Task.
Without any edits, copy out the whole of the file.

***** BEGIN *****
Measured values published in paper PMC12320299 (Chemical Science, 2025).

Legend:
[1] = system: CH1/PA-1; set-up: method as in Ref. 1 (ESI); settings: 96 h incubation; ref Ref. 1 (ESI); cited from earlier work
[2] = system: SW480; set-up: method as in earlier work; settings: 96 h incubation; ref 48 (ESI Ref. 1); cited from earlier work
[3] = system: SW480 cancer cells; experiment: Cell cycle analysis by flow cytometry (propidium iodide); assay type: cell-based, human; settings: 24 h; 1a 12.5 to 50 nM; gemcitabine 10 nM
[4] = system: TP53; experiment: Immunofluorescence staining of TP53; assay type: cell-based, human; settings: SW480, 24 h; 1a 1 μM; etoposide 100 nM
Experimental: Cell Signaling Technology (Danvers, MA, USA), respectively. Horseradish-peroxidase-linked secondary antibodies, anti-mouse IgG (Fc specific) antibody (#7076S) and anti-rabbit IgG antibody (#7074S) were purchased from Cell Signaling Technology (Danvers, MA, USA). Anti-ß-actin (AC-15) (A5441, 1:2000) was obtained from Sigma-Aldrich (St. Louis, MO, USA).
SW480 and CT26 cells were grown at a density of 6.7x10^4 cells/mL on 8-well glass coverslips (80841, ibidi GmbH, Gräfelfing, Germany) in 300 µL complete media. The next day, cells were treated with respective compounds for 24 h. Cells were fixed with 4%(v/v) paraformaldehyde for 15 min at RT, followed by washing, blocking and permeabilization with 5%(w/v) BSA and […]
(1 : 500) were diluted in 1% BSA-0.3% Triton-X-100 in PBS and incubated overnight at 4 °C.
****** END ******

Measured values published in paper PMC12320299 (Chemical Science, 2025).

Legend:
[1] = system: CH1/PA-1; set-up: method as in Ref. 1 (ESI); settings: 96 h incubation; ref Ref. 1 (ESI); cited from earlier work
[2] = system: SW480; set-up: method as in earlier work; settings: 96 h incubation; ref 48 (ESI Ref. 1); cited from earlier work
[3] = system: SW480 cancer cells; experiment: Cell cycle analysis by flow cytometry (propidium iodide); assay type: cell-based, human; settings: 24 h; 1a 12.5 to 50 nM; gemcitabine 10 nM
[4] = system: TP53; experiment: Immunofluorescence staining of TP53; assay type: cell-based, human; settings: SW480, 24 h; 1a 1 μM; etoposide 100 nM
Experimental: Cell Signaling Technology (Danvers, MA, USA), respectively. Horseradish-peroxidase-linked secondary antibodies, anti-mouse IgG (Fc specific) antibody (#7076S) and anti-rabbit IgG antibody (#7074S) were purchased from Cell Signaling Technology (Danvers, MA, USA). Anti-ß-actin (AC-15) (A5441, 1:2000) was obtained from Sigma-Aldrich (St. Louis, MO, USA).
SW480 and CT26 cells were grown at a density of 6.7x10^4 cells/mL on 8-well glass coverslips (80841, ibidi GmbH, Gräfelfing, Germany) in 300 µL complete media. The next day, cells were treated with respective compounds for 24 h. Cells were fixed with 4%(v/v) paraformaldehyde for 15 min at RT, followed by washing, blocking and permeabilization with 5%(w/v) BSA and […]
(1 : 500) were diluted in 1% BSA-0.3% Triton-X-100 in PBS and incubated overnight at 4 °C.